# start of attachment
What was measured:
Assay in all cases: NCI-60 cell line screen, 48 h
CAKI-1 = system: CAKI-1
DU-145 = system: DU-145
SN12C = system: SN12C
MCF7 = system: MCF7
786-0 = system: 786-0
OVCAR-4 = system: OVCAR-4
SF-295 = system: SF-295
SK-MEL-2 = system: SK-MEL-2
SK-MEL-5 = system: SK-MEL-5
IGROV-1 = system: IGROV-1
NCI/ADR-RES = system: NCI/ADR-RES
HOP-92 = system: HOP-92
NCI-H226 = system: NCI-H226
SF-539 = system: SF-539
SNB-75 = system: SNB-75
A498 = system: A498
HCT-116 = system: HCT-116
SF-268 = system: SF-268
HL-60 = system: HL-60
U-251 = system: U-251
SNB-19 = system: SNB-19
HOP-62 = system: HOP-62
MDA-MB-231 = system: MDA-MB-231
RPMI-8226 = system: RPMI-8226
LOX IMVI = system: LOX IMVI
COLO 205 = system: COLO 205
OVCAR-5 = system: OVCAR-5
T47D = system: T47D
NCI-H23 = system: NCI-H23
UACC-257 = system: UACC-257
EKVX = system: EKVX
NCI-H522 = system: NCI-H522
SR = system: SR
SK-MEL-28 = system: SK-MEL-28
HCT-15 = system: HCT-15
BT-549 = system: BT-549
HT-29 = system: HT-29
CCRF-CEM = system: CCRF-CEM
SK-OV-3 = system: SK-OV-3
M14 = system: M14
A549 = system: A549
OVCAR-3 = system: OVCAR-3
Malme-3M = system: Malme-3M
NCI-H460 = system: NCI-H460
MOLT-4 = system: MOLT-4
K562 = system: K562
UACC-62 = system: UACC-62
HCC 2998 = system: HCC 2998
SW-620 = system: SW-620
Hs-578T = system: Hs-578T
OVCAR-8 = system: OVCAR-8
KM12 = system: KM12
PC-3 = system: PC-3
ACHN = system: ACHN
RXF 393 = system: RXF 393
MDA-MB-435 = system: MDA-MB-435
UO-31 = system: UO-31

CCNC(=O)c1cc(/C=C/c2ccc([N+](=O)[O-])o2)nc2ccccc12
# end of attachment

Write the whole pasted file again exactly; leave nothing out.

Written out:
What was measured:
Assay in all cases: NCI-60 cell line screen, 48 h
CAKI-1 = system: CAKI-1
DU-145 = system: DU-145
SN12C = system: SN12C
MCF7 = system: MCF7
786-0 = system: 786-0
OVCAR-4 = system: OVCAR-4
SF-295 = system: SF-295
SK-MEL-2 = system: SK-MEL-2
SK-MEL-5 = system: SK-MEL-5
IGROV-1 = system: IGROV-1
NCI/ADR-RES = system: NCI/ADR-RES
HOP-92 = system: HOP-92
NCI-H226 = system: NCI-H226
SF-539 = system: SF-539
SNB-75 = system: SNB-75
A498 = system: A498
HCT-116 = system: HCT-116
SF-268 = system: SF-268
HL-60 = system: HL-60
U-251 = system: U-251
SNB-19 = system: SNB-19
HOP-62 = system: HOP-62
MDA-MB-231 = system: MDA-MB-231
RPMI-8226 = system: RPMI-8226
LOX IMVI = system: LOX IMVI
COLO 205 = system: COLO 205
OVCAR-5 = system: OVCAR-5
T47D = system: T47D
NCI-H23 = system: NCI-H23
UACC-257 = system: UACC-257
EKVX = system: EKVX
NCI-H522 = system: NCI-H522
SR = system: SR
SK-MEL-28 = system: SK-MEL-28
HCT-15 = system: HCT-15
BT-549 = system: BT-549
HT-29 = system: HT-29
CCRF-CEM = system: CCRF-CEM
SK-OV-3 = system: SK-OV-3
M14 = system: M14
A549 = system: A549
OVCAR-3 = system: OVCAR-3
Malme-3M = system: Malme-3M
NCI-H460 = system: NCI-H460
MOLT-4 = system: MOLT-4
K562 = system: K562
UACC-62 = system: UACC-62
HCC 2998 = system: HCC 2998
SW-620 = system: SW-620
Hs-578T = system: Hs-578T
OVCAR-8 = system: OVCAR-8
KM12 = system: KM12
PC-3 = system: PC-3
ACHN = system: ACHN
RXF 393 = system: RXF 393
MDA-MB-435 = system: MDA-MB-435
UO-31 = system: UO-31

CCNC(=O)c1cc(/C=C/c2ccc([N+](=O)[O-])o2)nc2ccccc12